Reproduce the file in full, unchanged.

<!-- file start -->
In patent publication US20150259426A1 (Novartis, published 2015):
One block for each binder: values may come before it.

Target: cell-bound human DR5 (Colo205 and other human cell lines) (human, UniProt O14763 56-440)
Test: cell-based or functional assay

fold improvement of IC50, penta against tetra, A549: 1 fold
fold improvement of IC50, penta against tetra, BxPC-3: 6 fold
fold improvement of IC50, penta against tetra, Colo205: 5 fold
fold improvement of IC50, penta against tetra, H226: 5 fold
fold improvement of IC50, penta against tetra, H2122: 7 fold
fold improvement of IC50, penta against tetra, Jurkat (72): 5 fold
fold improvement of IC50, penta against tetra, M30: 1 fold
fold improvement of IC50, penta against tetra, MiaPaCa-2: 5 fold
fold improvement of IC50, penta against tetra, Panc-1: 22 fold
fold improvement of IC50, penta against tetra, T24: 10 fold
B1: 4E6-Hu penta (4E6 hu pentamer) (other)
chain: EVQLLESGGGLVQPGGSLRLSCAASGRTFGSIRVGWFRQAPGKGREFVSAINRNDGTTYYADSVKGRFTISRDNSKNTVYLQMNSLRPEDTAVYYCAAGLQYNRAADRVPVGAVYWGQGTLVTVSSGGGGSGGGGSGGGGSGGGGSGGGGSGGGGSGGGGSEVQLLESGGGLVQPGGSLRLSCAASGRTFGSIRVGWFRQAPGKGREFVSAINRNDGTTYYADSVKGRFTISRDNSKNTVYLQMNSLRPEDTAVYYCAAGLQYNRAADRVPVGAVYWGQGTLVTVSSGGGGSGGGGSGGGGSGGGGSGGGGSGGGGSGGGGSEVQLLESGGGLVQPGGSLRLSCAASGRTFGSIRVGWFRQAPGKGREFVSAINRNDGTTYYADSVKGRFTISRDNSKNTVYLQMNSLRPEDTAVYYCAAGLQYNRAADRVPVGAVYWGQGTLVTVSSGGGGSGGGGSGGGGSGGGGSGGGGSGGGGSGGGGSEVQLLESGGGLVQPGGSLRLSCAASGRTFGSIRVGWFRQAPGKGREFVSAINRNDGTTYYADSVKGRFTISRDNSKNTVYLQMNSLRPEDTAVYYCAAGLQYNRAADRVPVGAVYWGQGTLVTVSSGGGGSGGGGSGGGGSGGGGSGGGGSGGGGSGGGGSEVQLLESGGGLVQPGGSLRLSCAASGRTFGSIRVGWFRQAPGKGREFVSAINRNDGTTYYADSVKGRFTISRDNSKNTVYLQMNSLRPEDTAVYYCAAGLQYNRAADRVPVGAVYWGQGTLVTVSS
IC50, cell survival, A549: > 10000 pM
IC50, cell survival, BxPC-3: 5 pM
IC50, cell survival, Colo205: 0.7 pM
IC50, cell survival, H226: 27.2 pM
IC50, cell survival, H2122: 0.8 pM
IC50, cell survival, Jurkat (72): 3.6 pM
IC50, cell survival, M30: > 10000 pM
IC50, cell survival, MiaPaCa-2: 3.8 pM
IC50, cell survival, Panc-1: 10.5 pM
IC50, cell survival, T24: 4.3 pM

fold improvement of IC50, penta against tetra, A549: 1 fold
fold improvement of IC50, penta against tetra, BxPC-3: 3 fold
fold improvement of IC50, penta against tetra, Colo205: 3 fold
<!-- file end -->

In patent publication US20150259426A1 (Novartis, published 2015):
One block for each binder: values may come before it.

Target: cell-bound human DR5 (Colo205 and other human cell lines) (human, UniProt O14763 56-440)
Test: cell-based or functional assay

fold improvement of IC50, penta against tetra, A549: 1 fold
fold improvement of IC50, penta against tetra, BxPC-3: 6 fold
fold improvement of IC50, penta against tetra, Colo205: 5 fold
fold improvement of IC50, penta against tetra, H226: 5 fold
fold improvement of IC50, penta against tetra, H2122: 7 fold
fold improvement of IC50, penta against tetra, Jurkat (72): 5 fold
fold improvement of IC50, penta against tetra, M30: 1 fold
fold improvement of IC50, penta against tetra, MiaPaCa-2: 5 fold
fold improvement of IC50, penta against tetra, Panc-1: 22 fold
fold improvement of IC50, penta against tetra, T24: 10 fold
B1: 4E6-Hu penta (4E6 hu pentamer) (other)
chain: EVQLLESGGGLVQPGGSLRLSCAASGRTFGSIRVGWFRQAPGKGREFVSAINRNDGTTYYADSVKGRFTISRDNSKNTVYLQMNSLRPEDTAVYYCAAGLQYNRAADRVPVGAVYWGQGTLVTVSSGGGGSGGGGSGGGGSGGGGSGGGGSGGGGSGGGGSEVQLLESGGGLVQPGGSLRLSCAASGRTFGSIRVGWFRQAPGKGREFVSAINRNDGTTYYADSVKGRFTISRDNSKNTVYLQMNSLRPEDTAVYYCAAGLQYNRAADRVPVGAVYWGQGTLVTVSSGGGGSGGGGSGGGGSGGGGSGGGGSGGGGSGGGGSEVQLLESGGGLVQPGGSLRLSCAASGRTFGSIRVGWFRQAPGKGREFVSAINRNDGTTYYADSVKGRFTISRDNSKNTVYLQMNSLRPEDTAVYYCAAGLQYNRAADRVPVGAVYWGQGTLVTVSSGGGGSGGGGSGGGGSGGGGSGGGGSGGGGSGGGGSEVQLLESGGGLVQPGGSLRLSCAASGRTFGSIRVGWFRQAPGKGREFVSAINRNDGTTYYADSVKGRFTISRDNSKNTVYLQMNSLRPEDTAVYYCAAGLQYNRAADRVPVGAVYWGQGTLVTVSSGGGGSGGGGSGGGGSGGGGSGGGGSGGGGSGGGGSEVQLLESGGGLVQPGGSLRLSCAASGRTFGSIRVGWFRQAPGKGREFVSAINRNDGTTYYADSVKGRFTISRDNSKNTVYLQMNSLRPEDTAVYYCAAGLQYNRAADRVPVGAVYWGQGTLVTVSS
IC50, cell survival, A549: > 10000 pM
IC50, cell survival, BxPC-3: 5 pM
IC50, cell survival, Colo205: 0.7 pM
IC50, cell survival, H226: 27.2 pM
IC50, cell survival, H2122: 0.8 pM
IC50, cell survival, Jurkat (72): 3.6 pM
IC50, cell survival, M30: > 10000 pM
IC50, cell survival, MiaPaCa-2: 3.8 pM
IC50, cell survival, Panc-1: 10.5 pM
IC50, cell survival, T24: 4.3 pM

fold improvement of IC50, penta against tetra, A549: 1 fold
fold improvement of IC50, penta against tetra, BxPC-3: 3 fold
fold improvement of IC50, penta against tetra, Colo205: 3 fold